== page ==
Reciprocal Links in SEO? Don’t go FUD: Social Link Exchange is Legit
This post is about Link-based Visibility, Other Search Engines / 3 minutes
This post was previously written in June 2011. Now undergoing updates as of February 2020.
Since Google added link exchange to banned practices in its Guidelines for Webmasters, bloggers have developed a fear of adding people to their blogroll in return of the same favour.
Now, while Google clearly discourages Link Exchange as a link building practice, it’s made clear that online relationships are encouraged and rewarded on the notorious search engine.
Social Link exchange will NOT result in penalty if it’s genuine – done out of honest motivations like a friendship or a business relationship, not for the mere PageRank juice and hits.
In 2009 I asked Google to explain their decision further, and even though their response was rather vague, but I felt it as positive. Look at how the Guidelines put it too:
Excessive reciprocal links or excessive link exchanging (“Link to me and I’ll link to you.”)
The verdict is that Link Exchange as a link building practice *alone* gets penalized, especially when it’s “excessive”, whilst social relationships built through blog commenting, guest posting and (yes!) blogroll link exchange are not, since they are not spammy in nature (aka, link schemes).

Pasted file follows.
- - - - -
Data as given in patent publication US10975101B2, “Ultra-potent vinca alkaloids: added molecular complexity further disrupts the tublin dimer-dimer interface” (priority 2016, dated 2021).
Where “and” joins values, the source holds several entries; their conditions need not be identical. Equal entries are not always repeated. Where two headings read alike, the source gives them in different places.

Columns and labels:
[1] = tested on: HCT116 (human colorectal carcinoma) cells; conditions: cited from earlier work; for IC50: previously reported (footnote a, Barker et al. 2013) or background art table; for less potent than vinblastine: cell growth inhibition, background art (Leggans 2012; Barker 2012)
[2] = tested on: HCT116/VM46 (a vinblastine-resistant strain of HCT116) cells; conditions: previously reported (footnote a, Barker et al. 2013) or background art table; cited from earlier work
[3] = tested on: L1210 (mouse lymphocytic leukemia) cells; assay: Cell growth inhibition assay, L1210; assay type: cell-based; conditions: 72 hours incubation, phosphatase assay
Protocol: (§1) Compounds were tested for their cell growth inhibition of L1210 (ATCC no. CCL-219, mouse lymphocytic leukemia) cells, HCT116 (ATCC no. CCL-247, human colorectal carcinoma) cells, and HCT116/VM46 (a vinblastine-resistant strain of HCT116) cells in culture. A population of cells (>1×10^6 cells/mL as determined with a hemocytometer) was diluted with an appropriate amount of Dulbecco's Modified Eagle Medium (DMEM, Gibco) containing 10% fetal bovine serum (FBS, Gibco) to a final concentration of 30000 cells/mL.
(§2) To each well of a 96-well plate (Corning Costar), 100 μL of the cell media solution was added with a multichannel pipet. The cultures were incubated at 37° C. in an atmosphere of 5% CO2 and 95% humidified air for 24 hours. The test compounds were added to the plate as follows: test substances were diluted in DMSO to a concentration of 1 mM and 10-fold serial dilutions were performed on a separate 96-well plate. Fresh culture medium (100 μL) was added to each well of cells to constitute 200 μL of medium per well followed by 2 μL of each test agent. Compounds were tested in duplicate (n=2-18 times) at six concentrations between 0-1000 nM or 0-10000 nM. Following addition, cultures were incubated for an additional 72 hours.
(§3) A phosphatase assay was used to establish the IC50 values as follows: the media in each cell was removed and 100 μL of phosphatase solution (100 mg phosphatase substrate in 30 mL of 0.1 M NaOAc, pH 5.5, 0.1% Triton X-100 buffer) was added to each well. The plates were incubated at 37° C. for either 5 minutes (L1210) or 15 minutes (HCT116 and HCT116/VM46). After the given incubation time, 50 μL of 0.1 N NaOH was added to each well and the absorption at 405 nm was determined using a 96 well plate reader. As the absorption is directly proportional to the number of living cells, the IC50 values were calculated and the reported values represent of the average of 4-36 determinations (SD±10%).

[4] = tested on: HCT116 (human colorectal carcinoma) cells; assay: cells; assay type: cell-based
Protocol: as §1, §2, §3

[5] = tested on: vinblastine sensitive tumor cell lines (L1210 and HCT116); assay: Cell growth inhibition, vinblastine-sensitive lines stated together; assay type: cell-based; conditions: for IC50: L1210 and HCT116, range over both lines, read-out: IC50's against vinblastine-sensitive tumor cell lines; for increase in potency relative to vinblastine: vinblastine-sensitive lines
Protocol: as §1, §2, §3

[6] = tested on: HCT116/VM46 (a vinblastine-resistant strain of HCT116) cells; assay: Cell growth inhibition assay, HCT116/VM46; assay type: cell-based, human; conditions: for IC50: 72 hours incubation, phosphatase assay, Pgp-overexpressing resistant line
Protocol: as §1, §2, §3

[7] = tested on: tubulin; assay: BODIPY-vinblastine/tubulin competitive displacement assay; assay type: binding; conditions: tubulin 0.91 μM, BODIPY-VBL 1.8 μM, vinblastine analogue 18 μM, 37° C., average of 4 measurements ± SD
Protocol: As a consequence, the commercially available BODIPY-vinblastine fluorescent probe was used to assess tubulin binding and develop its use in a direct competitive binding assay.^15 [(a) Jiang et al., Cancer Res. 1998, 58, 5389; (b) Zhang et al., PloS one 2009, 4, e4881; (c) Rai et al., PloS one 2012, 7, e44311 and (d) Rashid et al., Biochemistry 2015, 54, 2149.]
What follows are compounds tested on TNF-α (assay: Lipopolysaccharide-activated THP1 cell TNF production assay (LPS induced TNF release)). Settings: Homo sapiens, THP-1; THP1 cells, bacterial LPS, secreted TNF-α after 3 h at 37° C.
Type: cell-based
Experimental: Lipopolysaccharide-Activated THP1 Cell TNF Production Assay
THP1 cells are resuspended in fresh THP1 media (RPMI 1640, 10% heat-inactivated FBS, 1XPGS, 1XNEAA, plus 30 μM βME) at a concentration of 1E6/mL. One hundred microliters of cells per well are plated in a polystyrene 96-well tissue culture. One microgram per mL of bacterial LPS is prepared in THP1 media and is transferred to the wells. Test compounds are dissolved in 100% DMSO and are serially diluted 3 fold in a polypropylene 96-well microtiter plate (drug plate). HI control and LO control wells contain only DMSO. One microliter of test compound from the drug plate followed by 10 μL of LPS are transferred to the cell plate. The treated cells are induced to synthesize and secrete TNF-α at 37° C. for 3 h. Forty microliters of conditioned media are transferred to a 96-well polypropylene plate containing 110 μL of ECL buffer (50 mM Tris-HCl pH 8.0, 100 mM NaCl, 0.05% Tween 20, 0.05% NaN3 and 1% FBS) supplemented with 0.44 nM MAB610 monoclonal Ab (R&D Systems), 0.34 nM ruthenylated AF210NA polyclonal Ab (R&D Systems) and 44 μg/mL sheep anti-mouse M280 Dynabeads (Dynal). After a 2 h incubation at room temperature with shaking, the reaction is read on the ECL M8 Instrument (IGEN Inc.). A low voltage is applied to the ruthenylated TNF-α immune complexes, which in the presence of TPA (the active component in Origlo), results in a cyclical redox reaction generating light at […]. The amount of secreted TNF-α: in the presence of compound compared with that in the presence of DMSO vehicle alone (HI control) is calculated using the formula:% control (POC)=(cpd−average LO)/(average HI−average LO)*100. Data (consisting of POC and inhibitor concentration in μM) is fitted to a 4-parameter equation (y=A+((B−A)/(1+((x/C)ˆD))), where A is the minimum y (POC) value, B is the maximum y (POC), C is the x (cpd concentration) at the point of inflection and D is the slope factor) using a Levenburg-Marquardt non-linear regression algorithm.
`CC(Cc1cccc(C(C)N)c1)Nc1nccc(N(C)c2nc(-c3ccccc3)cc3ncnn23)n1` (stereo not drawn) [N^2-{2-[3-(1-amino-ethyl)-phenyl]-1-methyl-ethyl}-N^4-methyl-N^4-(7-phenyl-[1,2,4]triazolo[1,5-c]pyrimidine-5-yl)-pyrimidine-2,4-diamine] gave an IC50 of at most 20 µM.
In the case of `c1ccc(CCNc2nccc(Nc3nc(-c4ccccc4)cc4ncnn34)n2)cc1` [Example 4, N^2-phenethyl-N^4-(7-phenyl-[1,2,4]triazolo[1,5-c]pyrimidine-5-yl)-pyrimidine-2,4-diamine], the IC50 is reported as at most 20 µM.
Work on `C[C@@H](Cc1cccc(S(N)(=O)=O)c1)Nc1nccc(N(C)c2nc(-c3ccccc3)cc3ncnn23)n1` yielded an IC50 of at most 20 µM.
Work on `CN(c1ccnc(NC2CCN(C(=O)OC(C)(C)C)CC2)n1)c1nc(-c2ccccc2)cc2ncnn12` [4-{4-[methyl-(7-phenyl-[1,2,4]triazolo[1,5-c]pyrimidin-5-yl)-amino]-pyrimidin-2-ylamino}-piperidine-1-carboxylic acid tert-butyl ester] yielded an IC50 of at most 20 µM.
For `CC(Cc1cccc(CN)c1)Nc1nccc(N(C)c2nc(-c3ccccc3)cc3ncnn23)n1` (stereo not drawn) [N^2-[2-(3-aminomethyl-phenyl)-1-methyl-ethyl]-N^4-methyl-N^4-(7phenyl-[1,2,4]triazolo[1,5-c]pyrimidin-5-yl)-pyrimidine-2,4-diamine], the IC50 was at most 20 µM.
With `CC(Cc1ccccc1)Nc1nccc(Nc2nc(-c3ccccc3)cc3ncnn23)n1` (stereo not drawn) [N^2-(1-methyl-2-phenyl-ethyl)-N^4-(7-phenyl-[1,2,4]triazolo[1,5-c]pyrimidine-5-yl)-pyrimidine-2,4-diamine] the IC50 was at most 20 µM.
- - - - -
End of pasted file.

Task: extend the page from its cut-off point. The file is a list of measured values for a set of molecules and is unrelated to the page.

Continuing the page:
Social relationships are never “excessive”: they are only fair.
Blogrolls are legit and nice to have
If you seek link building when adding a friend to your blogroll, don’t worry: that’s fine, as long as a real relationship takes place between the two parties.
It’s not rare to find blogs that link to each other on their blogrolls BUT they never comment on each other’s posts, they are not connected to each other on social networks, they never mention each other in their blog posts.
Google is not dumb: this kind of link exchange is clearly done to affect PageRank, not to build relationships.
Link building should always be genuine, encouraged with honest discussion, friendship, appreciation and by keeping your blog readers in mind in everything you do and write.
Blogroll links may help that, but only marginally: remember that your Blogroll is a place for your family members and your buddies, not your SEO techniques.
To avoid any troubles, I suggest applying XFN microformats to your links. For instance, if you’re linking to a friend on your Blogroll, add a
rel=friend to the link: it will tell both people and search engines that the site you’re linking to is your friend’s.
Of course, don’t stop to this small practice: link back to your friend sometimes in your posts, mentioning something you did together.
One last tip
When you tell people on your site that you’re willing to reciprocate their links, make it a rule that you need to build a relationship first. There will be no linking back and forth if they are not willing to communicate. Would you exchange cellphone numbers with someone who’s not a buddy? Think of that.
Originally posted on: Written on June 24, 2011, FridayLooking for older posts? Check the Articles archive!